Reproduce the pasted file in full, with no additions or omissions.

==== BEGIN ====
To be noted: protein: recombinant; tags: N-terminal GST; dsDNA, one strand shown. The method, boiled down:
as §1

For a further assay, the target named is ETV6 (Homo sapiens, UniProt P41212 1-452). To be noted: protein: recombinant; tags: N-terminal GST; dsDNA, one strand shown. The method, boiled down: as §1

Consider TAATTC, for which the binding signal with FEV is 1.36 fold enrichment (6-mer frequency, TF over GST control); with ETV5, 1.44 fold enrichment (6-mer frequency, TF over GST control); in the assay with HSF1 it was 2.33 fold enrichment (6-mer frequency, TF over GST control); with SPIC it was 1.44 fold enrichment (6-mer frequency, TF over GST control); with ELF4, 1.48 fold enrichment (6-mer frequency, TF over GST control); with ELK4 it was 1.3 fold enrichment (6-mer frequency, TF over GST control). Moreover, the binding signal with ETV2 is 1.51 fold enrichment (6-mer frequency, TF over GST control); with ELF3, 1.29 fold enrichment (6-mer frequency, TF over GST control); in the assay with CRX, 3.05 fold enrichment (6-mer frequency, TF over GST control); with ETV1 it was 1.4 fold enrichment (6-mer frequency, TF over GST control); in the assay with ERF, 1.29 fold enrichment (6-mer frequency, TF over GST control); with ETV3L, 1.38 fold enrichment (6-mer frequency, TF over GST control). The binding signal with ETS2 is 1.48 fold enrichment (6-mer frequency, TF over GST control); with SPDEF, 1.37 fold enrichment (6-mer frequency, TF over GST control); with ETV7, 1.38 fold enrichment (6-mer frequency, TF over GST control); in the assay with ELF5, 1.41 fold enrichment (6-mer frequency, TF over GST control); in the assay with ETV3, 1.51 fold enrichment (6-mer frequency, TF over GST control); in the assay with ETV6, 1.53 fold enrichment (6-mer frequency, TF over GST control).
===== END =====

To be noted: protein: recombinant; tags: N-terminal GST; dsDNA, one strand shown. The method, boiled down:
as §1

For a further assay, the target named is ETV6 (Homo sapiens, UniProt P41212 1-452). To be noted: protein: recombinant; tags: N-terminal GST; dsDNA, one strand shown. The method, boiled down: as §1

Consider TAATTC, for which the binding signal with FEV is 1.36 fold enrichment (6-mer frequency, TF over GST control); with ETV5, 1.44 fold enrichment (6-mer frequency, TF over GST control); in the assay with HSF1 it was 2.33 fold enrichment (6-mer frequency, TF over GST control); with SPIC it was 1.44 fold enrichment (6-mer frequency, TF over GST control); with ELF4, 1.48 fold enrichment (6-mer frequency, TF over GST control); with ELK4 it was 1.3 fold enrichment (6-mer frequency, TF over GST control). Moreover, the binding signal with ETV2 is 1.51 fold enrichment (6-mer frequency, TF over GST control); with ELF3, 1.29 fold enrichment (6-mer frequency, TF over GST control); in the assay with CRX, 3.05 fold enrichment (6-mer frequency, TF over GST control); with ETV1 it was 1.4 fold enrichment (6-mer frequency, TF over GST control); in the assay with ERF, 1.29 fold enrichment (6-mer frequency, TF over GST control); with ETV3L, 1.38 fold enrichment (6-mer frequency, TF over GST control). The binding signal with ETS2 is 1.48 fold enrichment (6-mer frequency, TF over GST control); with SPDEF, 1.37 fold enrichment (6-mer frequency, TF over GST control); with ETV7, 1.38 fold enrichment (6-mer frequency, TF over GST control); in the assay with ELF5, 1.41 fold enrichment (6-mer frequency, TF over GST control); in the assay with ETV3, 1.51 fold enrichment (6-mer frequency, TF over GST control); in the assay with ETV6, 1.53 fold enrichment (6-mer frequency, TF over GST control).